A survey of leaders at 251 colleges and universities active or interested in competency-based education (CBE) reveals that even while interest in CBE is rising, implementation of CBE courses and programs remain gradual as higher education institutions are exploring how to embrace the complexity required to bring them to scale.
The study, “Deconstructing CBE: An Assessment of Institutional Activity, Goals, and Challenges in Higher Education,” was released July 26 by ACE; Ellucian, a leading global provider for higher education software and services; and Eduventures, a leading independent higher education research and advisory firm.
The study analyzes the diversity of CBE programs and evaluates how CBE can be customized to meet specific institutional needs. The study also offers insights into how CBE is delivered, the role of online tools and platforms, and how these programs compare to traditional higher education in terms of effort, outcomes and communication.
“Our member institutions may benefit from the rich sources of information that are becoming available about CBE implementation,” said Deborah Seymour, chief academic innovation officer at ACE. “The larger the number of sources, the richer the possibilities of CBE choices. This study provides solid information to help with such choices.”
ACE’s Center for Education Attainment and Innovation is committed to students and attainment and offers a wide range of programs and initiatives that support postsecondary access and success and study higher education innovations.
Among the study’s key findings is that CBE targets a diverse community:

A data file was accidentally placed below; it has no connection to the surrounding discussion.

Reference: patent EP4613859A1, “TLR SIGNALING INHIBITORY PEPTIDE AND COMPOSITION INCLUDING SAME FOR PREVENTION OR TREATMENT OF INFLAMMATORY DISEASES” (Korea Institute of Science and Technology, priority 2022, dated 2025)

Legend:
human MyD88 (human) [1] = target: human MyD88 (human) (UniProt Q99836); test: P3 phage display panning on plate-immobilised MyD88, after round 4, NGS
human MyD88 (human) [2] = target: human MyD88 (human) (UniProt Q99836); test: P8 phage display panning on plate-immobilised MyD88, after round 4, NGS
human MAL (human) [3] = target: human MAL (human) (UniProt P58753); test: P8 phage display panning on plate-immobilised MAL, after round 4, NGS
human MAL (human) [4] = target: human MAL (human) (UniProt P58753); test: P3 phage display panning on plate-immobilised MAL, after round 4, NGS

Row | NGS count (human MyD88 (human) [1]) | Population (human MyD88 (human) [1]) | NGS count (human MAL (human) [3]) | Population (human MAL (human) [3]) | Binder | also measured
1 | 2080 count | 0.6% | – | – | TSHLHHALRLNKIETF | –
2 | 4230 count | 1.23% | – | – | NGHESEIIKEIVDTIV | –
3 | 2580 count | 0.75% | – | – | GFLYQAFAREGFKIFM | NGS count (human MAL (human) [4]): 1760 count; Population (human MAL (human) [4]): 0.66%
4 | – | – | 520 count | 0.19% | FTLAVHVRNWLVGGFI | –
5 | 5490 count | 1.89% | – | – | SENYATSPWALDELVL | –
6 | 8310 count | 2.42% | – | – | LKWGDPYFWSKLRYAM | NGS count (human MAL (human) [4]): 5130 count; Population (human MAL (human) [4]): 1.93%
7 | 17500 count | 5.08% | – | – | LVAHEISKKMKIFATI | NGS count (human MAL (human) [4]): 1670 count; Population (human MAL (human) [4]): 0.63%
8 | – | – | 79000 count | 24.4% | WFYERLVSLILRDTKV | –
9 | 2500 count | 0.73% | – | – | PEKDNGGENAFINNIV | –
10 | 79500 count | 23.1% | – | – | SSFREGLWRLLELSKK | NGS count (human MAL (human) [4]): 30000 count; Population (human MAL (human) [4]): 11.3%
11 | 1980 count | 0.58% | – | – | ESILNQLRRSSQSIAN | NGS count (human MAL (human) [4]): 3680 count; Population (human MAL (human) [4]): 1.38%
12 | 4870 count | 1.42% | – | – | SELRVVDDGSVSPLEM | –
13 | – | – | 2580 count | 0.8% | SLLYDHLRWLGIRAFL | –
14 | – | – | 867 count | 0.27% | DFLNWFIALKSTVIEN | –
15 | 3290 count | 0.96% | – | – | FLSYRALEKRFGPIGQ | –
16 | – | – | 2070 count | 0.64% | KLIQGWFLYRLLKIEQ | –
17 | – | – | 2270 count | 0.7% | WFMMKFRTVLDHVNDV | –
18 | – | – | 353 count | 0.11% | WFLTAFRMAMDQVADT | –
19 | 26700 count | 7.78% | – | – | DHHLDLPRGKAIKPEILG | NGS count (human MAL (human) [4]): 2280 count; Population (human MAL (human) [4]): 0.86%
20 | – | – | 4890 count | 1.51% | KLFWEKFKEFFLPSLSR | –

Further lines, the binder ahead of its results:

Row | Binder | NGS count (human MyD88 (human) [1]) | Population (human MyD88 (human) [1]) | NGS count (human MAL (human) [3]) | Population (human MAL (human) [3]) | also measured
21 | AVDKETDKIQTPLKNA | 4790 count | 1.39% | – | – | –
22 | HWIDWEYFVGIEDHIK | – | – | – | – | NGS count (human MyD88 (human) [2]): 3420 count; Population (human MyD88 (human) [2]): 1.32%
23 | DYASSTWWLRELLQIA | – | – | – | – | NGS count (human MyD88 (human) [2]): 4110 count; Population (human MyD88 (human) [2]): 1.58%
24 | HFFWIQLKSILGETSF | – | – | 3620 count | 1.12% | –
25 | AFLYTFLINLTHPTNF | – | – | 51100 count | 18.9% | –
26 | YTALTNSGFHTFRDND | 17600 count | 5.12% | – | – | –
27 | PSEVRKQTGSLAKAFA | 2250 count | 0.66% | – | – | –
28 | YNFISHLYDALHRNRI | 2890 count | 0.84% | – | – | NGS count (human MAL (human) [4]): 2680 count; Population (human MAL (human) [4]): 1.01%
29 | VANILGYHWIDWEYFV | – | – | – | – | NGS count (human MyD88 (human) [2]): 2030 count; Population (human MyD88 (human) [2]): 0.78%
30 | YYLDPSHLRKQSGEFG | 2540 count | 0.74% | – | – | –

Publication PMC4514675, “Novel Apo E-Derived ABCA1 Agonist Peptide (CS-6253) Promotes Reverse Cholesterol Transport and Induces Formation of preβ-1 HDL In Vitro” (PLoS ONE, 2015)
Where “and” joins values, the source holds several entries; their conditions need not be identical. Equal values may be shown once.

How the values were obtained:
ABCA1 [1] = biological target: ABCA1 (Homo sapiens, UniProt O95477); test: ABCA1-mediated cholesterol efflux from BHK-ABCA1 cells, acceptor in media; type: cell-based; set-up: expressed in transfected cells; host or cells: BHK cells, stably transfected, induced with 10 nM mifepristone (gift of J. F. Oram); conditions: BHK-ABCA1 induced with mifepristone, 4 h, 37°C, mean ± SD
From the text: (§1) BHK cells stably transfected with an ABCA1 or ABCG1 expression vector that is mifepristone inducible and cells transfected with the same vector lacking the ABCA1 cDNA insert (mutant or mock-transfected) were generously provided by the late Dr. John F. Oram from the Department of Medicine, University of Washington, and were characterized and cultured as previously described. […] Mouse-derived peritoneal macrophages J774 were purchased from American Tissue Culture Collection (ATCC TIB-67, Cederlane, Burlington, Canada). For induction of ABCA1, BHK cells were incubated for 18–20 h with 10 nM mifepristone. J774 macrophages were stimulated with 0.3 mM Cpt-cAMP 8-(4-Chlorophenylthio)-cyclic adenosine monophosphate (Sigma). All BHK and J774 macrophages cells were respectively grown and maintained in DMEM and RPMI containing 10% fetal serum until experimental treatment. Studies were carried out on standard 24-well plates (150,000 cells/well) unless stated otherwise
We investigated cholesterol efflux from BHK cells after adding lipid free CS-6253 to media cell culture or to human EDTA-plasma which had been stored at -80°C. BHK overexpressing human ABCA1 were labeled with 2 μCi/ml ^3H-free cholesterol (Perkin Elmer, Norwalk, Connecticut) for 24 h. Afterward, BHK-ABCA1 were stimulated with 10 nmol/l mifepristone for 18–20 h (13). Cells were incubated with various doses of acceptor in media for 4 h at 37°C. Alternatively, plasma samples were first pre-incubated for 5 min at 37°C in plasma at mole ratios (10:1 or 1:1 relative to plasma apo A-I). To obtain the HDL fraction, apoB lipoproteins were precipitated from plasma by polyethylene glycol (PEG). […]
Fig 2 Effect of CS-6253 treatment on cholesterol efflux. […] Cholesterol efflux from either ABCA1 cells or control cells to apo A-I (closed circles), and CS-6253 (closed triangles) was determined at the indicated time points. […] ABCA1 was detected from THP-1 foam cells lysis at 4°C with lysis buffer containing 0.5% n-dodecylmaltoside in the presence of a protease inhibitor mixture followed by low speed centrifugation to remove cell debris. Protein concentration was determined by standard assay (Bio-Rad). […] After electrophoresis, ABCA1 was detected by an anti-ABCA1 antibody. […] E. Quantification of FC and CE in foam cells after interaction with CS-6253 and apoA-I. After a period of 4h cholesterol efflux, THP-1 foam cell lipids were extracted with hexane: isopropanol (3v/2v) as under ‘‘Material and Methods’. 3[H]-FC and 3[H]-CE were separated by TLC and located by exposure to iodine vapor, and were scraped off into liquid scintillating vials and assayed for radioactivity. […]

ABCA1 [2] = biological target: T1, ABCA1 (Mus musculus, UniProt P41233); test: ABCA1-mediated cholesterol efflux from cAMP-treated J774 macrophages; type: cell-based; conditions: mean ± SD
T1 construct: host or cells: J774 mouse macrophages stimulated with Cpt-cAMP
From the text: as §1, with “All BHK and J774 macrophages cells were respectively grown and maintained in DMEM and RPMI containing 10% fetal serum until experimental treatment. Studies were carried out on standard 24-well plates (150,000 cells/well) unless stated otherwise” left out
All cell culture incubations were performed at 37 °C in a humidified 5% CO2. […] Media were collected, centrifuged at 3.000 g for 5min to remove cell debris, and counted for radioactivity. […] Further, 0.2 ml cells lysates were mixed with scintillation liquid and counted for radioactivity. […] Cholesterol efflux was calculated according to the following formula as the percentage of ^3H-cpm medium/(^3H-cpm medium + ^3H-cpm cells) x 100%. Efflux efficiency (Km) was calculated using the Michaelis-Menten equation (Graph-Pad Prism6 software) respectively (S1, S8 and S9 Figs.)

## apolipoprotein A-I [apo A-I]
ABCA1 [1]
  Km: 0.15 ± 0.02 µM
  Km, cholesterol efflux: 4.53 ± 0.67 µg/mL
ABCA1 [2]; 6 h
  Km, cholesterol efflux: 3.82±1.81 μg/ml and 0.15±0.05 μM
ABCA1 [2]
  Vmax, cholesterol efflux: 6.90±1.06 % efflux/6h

- The majority of respondents (68 percent) look to CBE to expand opportunities and enhance learning for non-traditional students, broadly defined as non-traditional learners, or “diverse learners,” by age or demographics.
- Thirty-five percent of respondents see CBE as applicable to more traditional students.
- Sixty-eight percent of surveyed institutions see CBE as one solution to address workforce needs.
Institutions have choices within a CBE framework, to match the needs of particular programs, students or institutions.
“CBE does not have to be delivered online, and need not be entirely self-paced,” said Richard Garrett, chief research officer at Eduventures. “A CBE program might value student cohorts, and might target traditional age students rather than working adults. At the same time, CBE does call for schools to do some things differently, such as re-think faculty roles and course development.”
Jeff Ray, president and CEO at Ellucian, said that these results demonstrate a clear need for CBE programs.
“There are 36 million people in the United States who have earned some college credit but not a degree and many more with on-the-job experience who know that higher education is the key to taking their careers to the next level,” he said. “While colleges and universities are seeing a rise in this substantially underserved market, they need help to take CBE from concept to practice."